(Reuters) - Zynga Inc’s quarterly revenue beat and its higher full-year earnings forecast show the embattled “FarmVille” creator may be on the path to recovery, analysts said, with at least one brokerage upgrading the company’s stock.
Shares of the company rose 18 percent to $2.50 in early trade on Thursday on the Nasdaq. Since going public at $10 per share last December, Zynga has lost over three-quarters of its market value as the company struggled with delays in launching new titles as older ones fell out of favor.
Zynga raised the lower end of its 2012 earnings forecast on Wednesday and also announced a new deal with British company bwin.party to offer online real-money gambling and a $200 million share buyback plan.
“The announcement of a buyback, while rare for a company that less than a year ago was considered a ‘high-flying’, fast-growing ‘hot’ IPO, nonetheless signals that the board is confident in the company’s future,” Needham & Co analyst Sean McGowan wrote in a note.
He raised his rating on the stock to “buy” from “hold”.
“While not bullish on the likely success of Zynga’s new titles, since management recognizes that its older social games on Facebook are falling, it will spend accordingly and pivot more quickly to mobile,” McGowan said.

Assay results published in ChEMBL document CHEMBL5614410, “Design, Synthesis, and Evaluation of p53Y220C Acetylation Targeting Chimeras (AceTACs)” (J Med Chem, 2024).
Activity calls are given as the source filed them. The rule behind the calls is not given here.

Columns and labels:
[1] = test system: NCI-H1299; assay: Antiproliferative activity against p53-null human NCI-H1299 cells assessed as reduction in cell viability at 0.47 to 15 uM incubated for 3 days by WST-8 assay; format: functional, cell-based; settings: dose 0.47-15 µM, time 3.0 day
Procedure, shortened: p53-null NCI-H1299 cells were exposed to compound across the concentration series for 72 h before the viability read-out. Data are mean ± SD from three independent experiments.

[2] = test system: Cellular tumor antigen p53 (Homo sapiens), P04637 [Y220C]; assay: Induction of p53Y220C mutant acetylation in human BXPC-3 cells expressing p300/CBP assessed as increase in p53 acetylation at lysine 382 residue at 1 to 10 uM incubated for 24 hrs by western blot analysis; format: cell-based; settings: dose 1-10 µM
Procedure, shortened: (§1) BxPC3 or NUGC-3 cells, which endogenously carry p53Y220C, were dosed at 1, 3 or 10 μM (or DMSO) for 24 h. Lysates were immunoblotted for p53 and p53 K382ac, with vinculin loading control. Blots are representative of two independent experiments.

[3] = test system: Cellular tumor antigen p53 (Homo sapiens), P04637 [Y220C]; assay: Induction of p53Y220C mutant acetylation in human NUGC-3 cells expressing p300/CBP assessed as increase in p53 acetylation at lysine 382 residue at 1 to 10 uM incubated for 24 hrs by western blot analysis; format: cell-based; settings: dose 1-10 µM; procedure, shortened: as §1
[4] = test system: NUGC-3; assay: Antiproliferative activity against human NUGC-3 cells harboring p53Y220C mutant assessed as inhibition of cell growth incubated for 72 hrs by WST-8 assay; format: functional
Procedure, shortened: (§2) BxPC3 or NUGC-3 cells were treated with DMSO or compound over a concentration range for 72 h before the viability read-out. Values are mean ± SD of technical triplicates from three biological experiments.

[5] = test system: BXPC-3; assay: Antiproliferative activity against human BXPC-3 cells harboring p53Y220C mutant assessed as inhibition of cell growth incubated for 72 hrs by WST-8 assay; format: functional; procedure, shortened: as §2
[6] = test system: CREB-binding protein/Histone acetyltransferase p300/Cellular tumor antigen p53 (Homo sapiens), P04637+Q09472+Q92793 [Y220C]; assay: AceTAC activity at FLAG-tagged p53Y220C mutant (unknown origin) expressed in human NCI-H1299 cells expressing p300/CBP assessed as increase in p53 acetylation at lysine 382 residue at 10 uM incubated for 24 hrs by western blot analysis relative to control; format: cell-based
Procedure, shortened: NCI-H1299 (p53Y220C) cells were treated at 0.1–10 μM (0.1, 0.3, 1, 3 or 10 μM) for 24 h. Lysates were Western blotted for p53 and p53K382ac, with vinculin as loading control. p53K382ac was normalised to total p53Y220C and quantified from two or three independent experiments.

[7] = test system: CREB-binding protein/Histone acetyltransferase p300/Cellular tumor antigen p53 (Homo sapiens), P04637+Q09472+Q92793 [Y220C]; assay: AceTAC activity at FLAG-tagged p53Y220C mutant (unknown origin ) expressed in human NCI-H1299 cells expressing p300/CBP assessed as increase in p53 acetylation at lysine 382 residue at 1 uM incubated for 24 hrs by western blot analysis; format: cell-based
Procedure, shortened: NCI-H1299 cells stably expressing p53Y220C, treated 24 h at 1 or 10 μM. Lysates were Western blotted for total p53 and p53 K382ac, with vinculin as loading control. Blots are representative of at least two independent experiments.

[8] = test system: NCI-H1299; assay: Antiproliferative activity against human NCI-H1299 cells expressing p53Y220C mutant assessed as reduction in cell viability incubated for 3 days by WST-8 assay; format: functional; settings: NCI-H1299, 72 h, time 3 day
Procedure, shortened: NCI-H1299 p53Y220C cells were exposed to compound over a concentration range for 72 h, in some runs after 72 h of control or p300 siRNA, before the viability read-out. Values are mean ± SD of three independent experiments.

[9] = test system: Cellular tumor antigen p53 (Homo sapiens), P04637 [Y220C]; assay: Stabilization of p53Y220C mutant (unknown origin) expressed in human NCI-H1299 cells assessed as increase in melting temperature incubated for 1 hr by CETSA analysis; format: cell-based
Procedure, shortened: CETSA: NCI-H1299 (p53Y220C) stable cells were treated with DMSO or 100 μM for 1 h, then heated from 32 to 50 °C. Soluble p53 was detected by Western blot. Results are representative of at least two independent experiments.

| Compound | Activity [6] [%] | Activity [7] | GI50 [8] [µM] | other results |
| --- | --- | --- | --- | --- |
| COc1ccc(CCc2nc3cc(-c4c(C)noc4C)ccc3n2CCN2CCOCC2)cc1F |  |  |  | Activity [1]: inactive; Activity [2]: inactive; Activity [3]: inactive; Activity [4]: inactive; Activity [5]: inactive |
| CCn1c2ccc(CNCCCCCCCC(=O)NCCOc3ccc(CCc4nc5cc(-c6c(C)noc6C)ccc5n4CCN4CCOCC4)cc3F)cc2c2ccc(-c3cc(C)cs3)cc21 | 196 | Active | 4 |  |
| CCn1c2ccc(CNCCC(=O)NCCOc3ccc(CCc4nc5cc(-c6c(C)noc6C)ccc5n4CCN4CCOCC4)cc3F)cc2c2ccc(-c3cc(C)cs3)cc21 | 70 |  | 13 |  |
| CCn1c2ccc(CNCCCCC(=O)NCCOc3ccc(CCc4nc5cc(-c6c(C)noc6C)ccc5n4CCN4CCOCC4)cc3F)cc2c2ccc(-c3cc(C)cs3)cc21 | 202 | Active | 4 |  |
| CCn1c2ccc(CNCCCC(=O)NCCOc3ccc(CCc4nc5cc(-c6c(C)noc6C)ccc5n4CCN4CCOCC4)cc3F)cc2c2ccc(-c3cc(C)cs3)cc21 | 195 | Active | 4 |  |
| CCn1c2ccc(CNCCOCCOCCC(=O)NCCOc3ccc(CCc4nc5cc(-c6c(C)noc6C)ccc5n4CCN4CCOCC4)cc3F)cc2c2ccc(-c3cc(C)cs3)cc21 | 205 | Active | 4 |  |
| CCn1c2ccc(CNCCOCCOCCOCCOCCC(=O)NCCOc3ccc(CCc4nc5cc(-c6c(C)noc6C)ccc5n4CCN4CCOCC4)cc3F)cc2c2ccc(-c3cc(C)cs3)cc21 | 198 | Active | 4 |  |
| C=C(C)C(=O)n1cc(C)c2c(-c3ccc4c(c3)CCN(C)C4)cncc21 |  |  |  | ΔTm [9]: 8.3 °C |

Zynga laid off 5 percent of its full-time workforce and shut its Boston office on Tuesday as part of a sweeping cost-cutting campaign that may eventually result in the company closing its Japanese and British studios as well.
While it is healthy to evaluate cost-cutting initiatives, any material reduction in Zynga’s creative talent could also lead to an erosion in innovative new game development, analysts at Piper Jaffray said in a note.
A new share buyback and real-money gaming partnership with Bwin.party will help, but ultimately Zynga needs to demonstrate it can produce hit titles on multiple platforms - mobile, social and browser, Robert W. Baird & Co said in a note.
As sales from one-time cash cows, “FarmVille” and “CityVille,” are fading fast, Zynga is now investing more heavily in “mid-core” games, which require more development resources but are more immersive.
“We expect the strength of its development capabilities as well as its distribution to eventually drive better performance; we believe caution is warranted until we see signs of improved execution,” BMO Capital Markets analyst Edward Williams said.
Reporting by Sruthi Ramakrishnan in Bangalore; Editing by Sriraj Kalluvila